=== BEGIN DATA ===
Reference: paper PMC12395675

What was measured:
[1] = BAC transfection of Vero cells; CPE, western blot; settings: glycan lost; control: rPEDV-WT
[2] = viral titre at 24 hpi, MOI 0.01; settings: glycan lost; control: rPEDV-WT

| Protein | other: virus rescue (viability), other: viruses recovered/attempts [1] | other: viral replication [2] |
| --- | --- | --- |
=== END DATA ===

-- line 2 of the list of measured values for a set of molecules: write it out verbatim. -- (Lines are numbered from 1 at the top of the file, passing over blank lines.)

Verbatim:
What was measured: